The ethics of search filtering and big data: who decides ?

[Reflecting on discussions at the recent UK Internet Policy Forum, this post argues that societies as moral communities need to take a greater share in the decision-making about controversial issues on the web, such as search filtering and the use of open data. It won’t do to expect tech companies and data collectors to settle questions of ethics.]

Last week I was part of the large and engaged audience at the UK Internet Policy Forum meeting, convened by Nominet. The theme was ‘the Open Internet and the Digital Economy’, and the sessions I attended were on filtering and archiving, and on the uses of Big Data. And the two were bound together by a common underlying theme.

That theme was the relative responsibilities of tech providers, end users and government (and regulators, and legislators) to solve difficult issues of principle: of what should (and should not) be available through search; and which data about persons should truly be regarded as personal, and how they should be used.

On search: last autumn there was a wave of public, and then political concern about the risk of child pornography being available via search engine results. Something Should Be Done, it was said. But the issue – child pornography – was so emotive, and legally so clear-cut, that important distinctions were not clearly articulated. The production and distribution of images of this kind would clearly be in contravention of the law, even if no-one were ever to view them. And a recurring theme during the day was that these cases were (relatively) straightforward – if someone shows up with a court order, search engines will remove that content from their results, for all users; so will the British Library remove archived versions of that content from the UK Legal Deposit Web Archive.

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But there are several classes of other web content about which no court order could be obtained. Content may well directly or indirectly cause harm to those who view it. But because that chain of causation is so dependent on context and so individual, no parliament could legislate in advance to stop the harm occurring, and no algorithm could hope to predict that harm would be caused. I myself am not harmed by a site that provides instructions on how to take one’s own life; but others may well be. There is also another broad category of content which causes no immediate and directly attributable harm, but might in the longer term conduce to a change in behaviour (violent movies, for instance). There is also content which may well cause distress or offence (but not harm); on religious grounds, say. No search provider can be expected to intuit which elements of this content should be removed entirely from search, or suggest to end users as the kind of thing they might not want to see.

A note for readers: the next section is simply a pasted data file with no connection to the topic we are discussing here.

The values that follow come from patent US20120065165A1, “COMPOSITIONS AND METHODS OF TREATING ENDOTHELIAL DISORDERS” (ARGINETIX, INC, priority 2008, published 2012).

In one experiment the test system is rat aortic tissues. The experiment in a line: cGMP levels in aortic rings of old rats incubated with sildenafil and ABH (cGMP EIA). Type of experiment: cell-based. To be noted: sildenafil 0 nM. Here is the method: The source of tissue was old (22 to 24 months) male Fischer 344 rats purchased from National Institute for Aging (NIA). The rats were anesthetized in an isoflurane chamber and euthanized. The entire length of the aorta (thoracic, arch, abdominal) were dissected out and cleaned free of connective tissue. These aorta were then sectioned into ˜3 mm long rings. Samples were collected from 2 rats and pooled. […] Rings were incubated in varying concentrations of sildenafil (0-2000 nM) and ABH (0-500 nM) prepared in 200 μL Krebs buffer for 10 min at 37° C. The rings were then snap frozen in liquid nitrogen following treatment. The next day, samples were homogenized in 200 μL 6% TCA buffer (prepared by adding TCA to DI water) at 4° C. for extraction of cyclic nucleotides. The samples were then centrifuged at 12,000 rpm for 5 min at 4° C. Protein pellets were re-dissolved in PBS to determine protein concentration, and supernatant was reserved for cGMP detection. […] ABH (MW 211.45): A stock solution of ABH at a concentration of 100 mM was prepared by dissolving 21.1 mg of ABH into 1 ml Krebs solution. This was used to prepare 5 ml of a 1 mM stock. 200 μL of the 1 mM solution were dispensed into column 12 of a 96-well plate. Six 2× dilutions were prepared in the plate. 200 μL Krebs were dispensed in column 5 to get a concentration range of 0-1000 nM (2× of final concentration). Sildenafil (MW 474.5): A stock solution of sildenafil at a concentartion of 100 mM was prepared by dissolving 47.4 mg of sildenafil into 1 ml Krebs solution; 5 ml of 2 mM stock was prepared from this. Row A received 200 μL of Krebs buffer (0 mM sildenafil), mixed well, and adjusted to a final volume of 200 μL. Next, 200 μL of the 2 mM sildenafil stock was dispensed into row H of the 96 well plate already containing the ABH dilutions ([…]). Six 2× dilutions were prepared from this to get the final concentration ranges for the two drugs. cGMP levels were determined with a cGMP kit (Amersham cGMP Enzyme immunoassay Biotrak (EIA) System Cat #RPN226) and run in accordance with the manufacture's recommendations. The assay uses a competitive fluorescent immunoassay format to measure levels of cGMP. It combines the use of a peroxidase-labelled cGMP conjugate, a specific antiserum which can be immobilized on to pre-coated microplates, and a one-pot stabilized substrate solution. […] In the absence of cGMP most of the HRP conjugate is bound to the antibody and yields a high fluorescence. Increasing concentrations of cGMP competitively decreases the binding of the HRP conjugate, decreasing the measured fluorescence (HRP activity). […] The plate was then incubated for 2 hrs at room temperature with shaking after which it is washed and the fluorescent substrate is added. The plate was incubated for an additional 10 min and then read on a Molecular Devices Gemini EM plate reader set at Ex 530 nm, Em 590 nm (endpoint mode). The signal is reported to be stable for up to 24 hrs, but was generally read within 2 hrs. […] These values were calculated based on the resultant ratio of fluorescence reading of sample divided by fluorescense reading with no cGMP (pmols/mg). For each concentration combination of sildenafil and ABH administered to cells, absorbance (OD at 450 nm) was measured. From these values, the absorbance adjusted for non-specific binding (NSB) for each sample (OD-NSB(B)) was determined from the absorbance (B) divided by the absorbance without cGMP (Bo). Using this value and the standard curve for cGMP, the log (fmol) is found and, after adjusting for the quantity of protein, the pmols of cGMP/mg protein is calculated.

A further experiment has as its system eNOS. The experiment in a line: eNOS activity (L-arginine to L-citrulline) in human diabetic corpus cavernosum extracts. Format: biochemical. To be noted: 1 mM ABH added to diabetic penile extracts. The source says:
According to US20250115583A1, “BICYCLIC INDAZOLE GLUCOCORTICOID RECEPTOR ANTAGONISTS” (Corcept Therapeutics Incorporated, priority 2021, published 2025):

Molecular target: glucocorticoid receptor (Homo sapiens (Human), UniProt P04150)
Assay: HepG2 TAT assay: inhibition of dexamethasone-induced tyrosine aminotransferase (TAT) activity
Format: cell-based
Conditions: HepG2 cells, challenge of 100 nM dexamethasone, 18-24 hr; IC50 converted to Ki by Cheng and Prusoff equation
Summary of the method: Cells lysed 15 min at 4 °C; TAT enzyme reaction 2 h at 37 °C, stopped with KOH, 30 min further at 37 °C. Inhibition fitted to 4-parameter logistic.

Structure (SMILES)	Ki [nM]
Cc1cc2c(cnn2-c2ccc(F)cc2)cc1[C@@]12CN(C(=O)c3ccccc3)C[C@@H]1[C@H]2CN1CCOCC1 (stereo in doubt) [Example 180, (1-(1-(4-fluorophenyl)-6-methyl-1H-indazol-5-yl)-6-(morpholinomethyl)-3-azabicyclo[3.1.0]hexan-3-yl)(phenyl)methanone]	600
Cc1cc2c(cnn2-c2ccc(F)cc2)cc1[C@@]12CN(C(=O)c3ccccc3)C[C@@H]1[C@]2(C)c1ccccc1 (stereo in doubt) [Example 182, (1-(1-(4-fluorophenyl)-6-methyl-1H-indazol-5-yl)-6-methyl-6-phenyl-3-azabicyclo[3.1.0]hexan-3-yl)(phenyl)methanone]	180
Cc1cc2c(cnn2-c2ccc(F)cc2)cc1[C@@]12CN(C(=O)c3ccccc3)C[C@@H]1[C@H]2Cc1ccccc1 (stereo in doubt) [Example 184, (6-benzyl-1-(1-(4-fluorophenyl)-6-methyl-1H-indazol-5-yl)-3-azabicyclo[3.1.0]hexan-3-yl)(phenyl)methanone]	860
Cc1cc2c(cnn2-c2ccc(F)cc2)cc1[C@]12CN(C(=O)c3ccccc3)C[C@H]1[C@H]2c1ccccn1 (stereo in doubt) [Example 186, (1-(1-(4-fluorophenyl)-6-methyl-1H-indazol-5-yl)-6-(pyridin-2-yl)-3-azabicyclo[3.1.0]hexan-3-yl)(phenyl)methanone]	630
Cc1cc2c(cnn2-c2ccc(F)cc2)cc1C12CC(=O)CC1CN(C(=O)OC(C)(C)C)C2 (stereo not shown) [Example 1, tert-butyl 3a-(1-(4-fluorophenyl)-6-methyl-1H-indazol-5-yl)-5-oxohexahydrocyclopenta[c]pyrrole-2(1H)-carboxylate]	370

These decisions need to be taken at a higher level and in more general terms. It depends on the existence of the kind of moral consensus which was clearly visible at earlier times in British history, but which has become weakened if not entirely destroyed since the ‘permissive’ legislation of the Sixties. The system of theatre censorship was abolished in the UK in 1968 because it had become obvious that there was no public consensus that it was necessary or desirable. A similar story could be told about the decriminalisation of male homosexuality in 1967, or the reform of the law on blasphemy in 2008. As Dave Coplin of Microsoft put it, we need to decide collectively what kind of society we want; once we know that, we can legislate for it, and the technology will follow.

The second session revolved around the issue of big data and privacy. Much can be dealt with by getting the nature of informed consent correct, although it is hard to know what ‘informed’ means; difficult to imagine in advance all the possible uses that data might be used, in order both to put and to answer the question ‘Do you consent?’.

But once again, the issues are wider than this, and it isn’t enough to declare that privacy must come first, as if this settled the issue. As Gilad Rosner suggested, the notion of personal data is not stable over time, or consistent between cultures. The terms of use of each of the world’s web archives are different, because different cultures have privileged different types of data as being ‘private’ or ‘personal’ or ‘sensitive’. Some cultures focus more on data about one’s health, or sexuality, or physical location, or travel, or mobile phone usage, or shopping patterns, or trade union membership, or religious affiliation, or postal address, or voting record and political party membership, or disability. None of these categories is self-evidently more or less sensitive than any of the others, and – again – these are decisions that need to be determined by society at large.

Tech companies and data collectors have responsibilities – to be transparent about the data they do have, and to co-operate quickly with law enforcement. They also must be part of the public conversation about where all these lines should be drawn, because public debate will never spontaneously anticipate all the possible use cases which need to be taken into account. In this we need their help. But ultimately, the decisions about what we do and don’t want must rest with us, collectively.